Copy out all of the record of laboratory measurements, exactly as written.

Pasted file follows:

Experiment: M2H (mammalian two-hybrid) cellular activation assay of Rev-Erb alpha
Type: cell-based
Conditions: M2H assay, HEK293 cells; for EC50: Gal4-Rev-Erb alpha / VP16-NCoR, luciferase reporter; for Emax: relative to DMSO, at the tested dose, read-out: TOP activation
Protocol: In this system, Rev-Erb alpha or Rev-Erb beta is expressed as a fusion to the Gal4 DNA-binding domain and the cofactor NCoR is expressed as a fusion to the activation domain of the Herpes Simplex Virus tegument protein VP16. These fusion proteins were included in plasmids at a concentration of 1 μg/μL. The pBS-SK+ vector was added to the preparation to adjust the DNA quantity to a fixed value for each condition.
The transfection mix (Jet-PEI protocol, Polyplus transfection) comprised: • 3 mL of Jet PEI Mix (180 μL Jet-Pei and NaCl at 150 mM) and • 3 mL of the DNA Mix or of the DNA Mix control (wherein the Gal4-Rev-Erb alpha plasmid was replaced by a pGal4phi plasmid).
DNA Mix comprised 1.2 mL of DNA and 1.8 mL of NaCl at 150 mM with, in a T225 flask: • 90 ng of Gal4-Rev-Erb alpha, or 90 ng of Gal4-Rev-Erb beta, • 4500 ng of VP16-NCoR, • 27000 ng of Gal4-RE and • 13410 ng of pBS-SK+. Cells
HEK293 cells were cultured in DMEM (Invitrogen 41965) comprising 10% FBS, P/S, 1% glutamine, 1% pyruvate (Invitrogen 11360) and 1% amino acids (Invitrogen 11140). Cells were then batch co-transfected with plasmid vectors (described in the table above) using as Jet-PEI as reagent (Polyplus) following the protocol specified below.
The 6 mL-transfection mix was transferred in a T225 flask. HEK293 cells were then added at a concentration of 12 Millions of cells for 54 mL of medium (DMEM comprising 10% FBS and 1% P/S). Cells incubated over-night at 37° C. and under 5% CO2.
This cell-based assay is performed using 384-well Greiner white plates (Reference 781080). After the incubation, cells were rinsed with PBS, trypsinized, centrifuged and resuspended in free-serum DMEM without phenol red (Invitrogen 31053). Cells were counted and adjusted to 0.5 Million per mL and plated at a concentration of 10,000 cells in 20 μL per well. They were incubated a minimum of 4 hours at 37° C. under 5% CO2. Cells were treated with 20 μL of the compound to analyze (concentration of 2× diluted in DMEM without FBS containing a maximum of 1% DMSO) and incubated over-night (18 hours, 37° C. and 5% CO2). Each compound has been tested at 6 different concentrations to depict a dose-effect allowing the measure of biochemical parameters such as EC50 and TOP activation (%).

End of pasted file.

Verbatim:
Experiment: M2H (mammalian two-hybrid) cellular activation assay of Rev-Erb alpha
Type: cell-based
Conditions: M2H assay, HEK293 cells; for EC50: Gal4-Rev-Erb alpha / VP16-NCoR, luciferase reporter; for Emax: relative to DMSO, at the tested dose, read-out: TOP activation
Protocol: In this system, Rev-Erb alpha or Rev-Erb beta is expressed as a fusion to the Gal4 DNA-binding domain and the cofactor NCoR is expressed as a fusion to the activation domain of the Herpes Simplex Virus tegument protein VP16. These fusion proteins were included in plasmids at a concentration of 1 μg/μL. The pBS-SK+ vector was added to the preparation to adjust the DNA quantity to a fixed value for each condition.
The transfection mix (Jet-PEI protocol, Polyplus transfection) comprised: • 3 mL of Jet PEI Mix (180 μL Jet-Pei and NaCl at 150 mM) and • 3 mL of the DNA Mix or of the DNA Mix control (wherein the Gal4-Rev-Erb alpha plasmid was replaced by a pGal4phi plasmid).
DNA Mix comprised 1.2 mL of DNA and 1.8 mL of NaCl at 150 mM with, in a T225 flask: • 90 ng of Gal4-Rev-Erb alpha, or 90 ng of Gal4-Rev-Erb beta, • 4500 ng of VP16-NCoR, • 27000 ng of Gal4-RE and • 13410 ng of pBS-SK+. Cells
HEK293 cells were cultured in DMEM (Invitrogen 41965) comprising 10% FBS, P/S, 1% glutamine, 1% pyruvate (Invitrogen 11360) and 1% amino acids (Invitrogen 11140). Cells were then batch co-transfected with plasmid vectors (described in the table above) using as Jet-PEI as reagent (Polyplus) following the protocol specified below.
The 6 mL-transfection mix was transferred in a T225 flask. HEK293 cells were then added at a concentration of 12 Millions of cells for 54 mL of medium (DMEM comprising 10% FBS and 1% P/S). Cells incubated over-night at 37° C. and under 5% CO2.
This cell-based assay is performed using 384-well Greiner white plates (Reference 781080). After the incubation, cells were rinsed with PBS, trypsinized, centrifuged and resuspended in free-serum DMEM without phenol red (Invitrogen 31053). Cells were counted and adjusted to 0.5 Million per mL and plated at a concentration of 10,000 cells in 20 μL per well. They were incubated a minimum of 4 hours at 37° C. under 5% CO2. Cells were treated with 20 μL of the compound to analyze (concentration of 2× diluted in DMEM without FBS containing a maximum of 1% DMSO) and incubated over-night (18 hours, 37° C. and 5% CO2). Each compound has been tested at 6 different concentrations to depict a dose-effect allowing the measure of biochemical parameters such as EC50 and TOP activation (%).